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  1. #201
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    Quote Originally Posted by delirium View Post
    I doubt they would have popped it in the bank without taking it into consideration on the balance sheet?
    Of note. The NBN is not on the government's balance sheets. It is not part of their budget despite its enormous cost as it is deemed an 'asset'.

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    But if I sell my house, at the end of the financial year what I make is considered as taxable income which I pay tax on. It's a profit that is taken into account on my 'books' so to speak.

    I'm confused why the sale of telstra would not be taken into account? I'm also happy to be corrected but I don't see how 15.4 bill couldn't be part of the equation?

    Well I need to crash

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    It isn't an excuse, but I find it very amusing that you skim over the posts about the libs defecit, don't mention a word, but when it is labor you shout it to the roof tops. Talk about double standards.

    Quote Originally Posted by Father View Post
    I do love the excuses. But it was the 'recession we had to have'!

    Feel free to have a look at table D4 in http://www.budget.gov.au/2012-13/con...appendix_d.htm and point out the debt at the start and the end of the recession.

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  5. #204
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    Mod-pegasus is offline ADMINISTRATOR
    and all that the Lorax left here in this mess was a small pile of rocks with the one word...UNLESS
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    Quote Originally Posted by delirium View Post
    But if I sell my house, at the end of the financial year what I make is considered as taxable income which I pay tax on. It's a profit that is taken into account on my 'books' so to speak.

    I'm confused why the sale of telstra would not be taken into account? I'm also happy to be corrected but I don't see how 15.4 bill couldn't be part of the equation?

    Well I need to crash
    This is stuff that I find hard to understand too. I compare it to the NBN (The Telstra sale happened before I took much of an interest in budgets etc). I have never been able to fathom how the NBN costs aren't transparent in that they are not put forward in the budget publications as it is part of an asset. to me an asset is something that is saleable.

    As you put it, your house is an asset when you have it, the money goes into your coffers when you sell it. Of course if you have a mortgage on it, then the whole amount of money can't be put into your bank, as some of the sale amount goes back to the creditors (the bank) which helped you live in the house.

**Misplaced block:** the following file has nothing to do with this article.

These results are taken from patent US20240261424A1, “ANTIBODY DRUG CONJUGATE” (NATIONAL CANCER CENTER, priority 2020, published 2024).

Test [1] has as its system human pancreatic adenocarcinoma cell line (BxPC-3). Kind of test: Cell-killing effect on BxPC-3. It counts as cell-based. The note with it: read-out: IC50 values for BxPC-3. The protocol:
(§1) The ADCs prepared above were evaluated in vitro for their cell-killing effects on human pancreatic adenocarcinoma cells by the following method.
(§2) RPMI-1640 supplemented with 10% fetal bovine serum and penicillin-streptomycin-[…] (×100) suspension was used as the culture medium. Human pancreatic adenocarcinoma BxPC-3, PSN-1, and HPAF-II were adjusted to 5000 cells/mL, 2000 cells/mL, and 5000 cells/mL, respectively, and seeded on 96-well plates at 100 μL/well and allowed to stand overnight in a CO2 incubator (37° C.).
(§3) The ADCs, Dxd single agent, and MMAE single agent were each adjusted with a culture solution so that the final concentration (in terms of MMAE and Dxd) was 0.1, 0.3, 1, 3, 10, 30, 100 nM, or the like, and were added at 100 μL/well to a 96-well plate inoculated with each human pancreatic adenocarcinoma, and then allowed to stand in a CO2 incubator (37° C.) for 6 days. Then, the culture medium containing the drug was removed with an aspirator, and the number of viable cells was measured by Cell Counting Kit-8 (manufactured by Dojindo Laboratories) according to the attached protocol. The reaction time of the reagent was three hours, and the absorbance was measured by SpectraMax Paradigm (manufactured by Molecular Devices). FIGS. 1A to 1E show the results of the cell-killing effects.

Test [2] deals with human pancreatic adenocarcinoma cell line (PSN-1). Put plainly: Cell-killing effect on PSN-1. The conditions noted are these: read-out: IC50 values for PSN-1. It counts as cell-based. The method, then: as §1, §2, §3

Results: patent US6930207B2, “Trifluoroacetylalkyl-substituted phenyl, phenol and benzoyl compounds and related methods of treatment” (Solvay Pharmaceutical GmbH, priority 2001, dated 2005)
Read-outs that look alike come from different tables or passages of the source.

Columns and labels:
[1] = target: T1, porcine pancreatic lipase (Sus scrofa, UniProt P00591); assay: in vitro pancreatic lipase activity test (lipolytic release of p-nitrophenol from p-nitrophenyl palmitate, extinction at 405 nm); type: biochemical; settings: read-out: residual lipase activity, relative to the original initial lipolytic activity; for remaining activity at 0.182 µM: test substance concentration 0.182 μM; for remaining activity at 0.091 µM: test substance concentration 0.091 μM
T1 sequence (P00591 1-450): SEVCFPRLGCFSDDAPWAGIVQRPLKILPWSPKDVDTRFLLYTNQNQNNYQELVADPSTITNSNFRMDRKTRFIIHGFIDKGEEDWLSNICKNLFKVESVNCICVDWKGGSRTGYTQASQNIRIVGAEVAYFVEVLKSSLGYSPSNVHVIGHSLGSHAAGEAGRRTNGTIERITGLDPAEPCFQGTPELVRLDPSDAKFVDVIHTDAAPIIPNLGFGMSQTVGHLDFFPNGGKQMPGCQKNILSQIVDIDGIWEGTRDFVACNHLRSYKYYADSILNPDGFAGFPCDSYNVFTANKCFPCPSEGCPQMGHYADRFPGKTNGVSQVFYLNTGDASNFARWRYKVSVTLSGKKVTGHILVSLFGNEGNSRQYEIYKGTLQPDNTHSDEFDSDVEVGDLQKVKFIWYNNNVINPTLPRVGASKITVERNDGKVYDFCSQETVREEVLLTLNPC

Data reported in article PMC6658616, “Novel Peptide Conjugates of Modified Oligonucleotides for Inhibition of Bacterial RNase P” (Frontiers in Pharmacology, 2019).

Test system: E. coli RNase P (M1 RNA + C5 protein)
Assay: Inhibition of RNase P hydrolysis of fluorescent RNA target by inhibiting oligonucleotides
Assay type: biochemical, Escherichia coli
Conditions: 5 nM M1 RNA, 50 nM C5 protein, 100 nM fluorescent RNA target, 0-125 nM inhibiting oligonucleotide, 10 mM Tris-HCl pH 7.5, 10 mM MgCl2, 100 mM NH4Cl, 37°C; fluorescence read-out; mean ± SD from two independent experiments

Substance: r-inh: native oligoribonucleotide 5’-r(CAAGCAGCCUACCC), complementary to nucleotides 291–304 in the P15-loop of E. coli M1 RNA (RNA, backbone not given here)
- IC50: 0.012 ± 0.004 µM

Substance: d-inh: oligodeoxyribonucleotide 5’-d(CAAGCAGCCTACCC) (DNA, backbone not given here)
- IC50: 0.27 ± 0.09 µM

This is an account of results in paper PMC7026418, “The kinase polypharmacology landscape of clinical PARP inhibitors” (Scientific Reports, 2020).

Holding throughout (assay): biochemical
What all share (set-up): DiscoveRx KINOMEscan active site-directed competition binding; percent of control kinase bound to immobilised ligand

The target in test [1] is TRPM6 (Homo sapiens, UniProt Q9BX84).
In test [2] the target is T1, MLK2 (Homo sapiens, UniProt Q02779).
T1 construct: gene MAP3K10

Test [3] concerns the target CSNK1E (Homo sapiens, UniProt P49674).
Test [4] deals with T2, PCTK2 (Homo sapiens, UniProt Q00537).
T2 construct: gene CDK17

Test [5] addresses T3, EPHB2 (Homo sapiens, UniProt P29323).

Del, it seems you and I need more education on the idea of why selling (like Telstra) or buying (like the NBN) is not able to be placed in the budget.

    Anyone want to help us out?

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    In regards to the third instalment of the Telstra sale, it is included in the Budget figures - it was allocated to the Future Fund.

    Hence it doesn't impact on the surplus. The surplus is what it left over after everything is spent/allocated.

  7. #206
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    Busy-Bee is offline Offending people since before Del :D
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    I'm not an economist but the "deficit = bad, surplus = good" mantra is rather naive. Related opinion piece here.

    Do I get a response to my post at 177?

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    Quote Originally Posted by ~Bec~ View Post
    I'm not an economist but the "deficit = bad, surplus = good" mantra is rather naive. Related opinion piece here.

    Do I get a response to my post at 177?
    You're right Bec. DH, who deals with the world markets every day, explained this to me. But I'm just waking up and don't remember his wording well enough to repeat it here.

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    I agree Bec, after all, anyone who has a mortgage technically has a deficit, but said mortgage holders believe that they are in a good position to pay it back and keep living blah blah.

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  12. #209
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    Quote Originally Posted by beebs View Post
    I agree Bec, after all, anyone who has a mortgage technically has a deficit, but said mortgage holders believe that they are in a good position to pay it back and keep living blah blah.
    No. A mortgage is not a deficit. A mortgage is debt. The bank would not lend to you if you were running a deficit - ie. spending more money than you have, as you would not be able to pay back the debt.

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    Father your posts are nothing more than a right wing scare campaign;

    Even with more years of budget deficits than hoped for, Australia’s economy has performed better than almost all other rich countries. After 21 years without recession, the economy is more than 13% bigger than it was six years ago, before the global financial shock.


 

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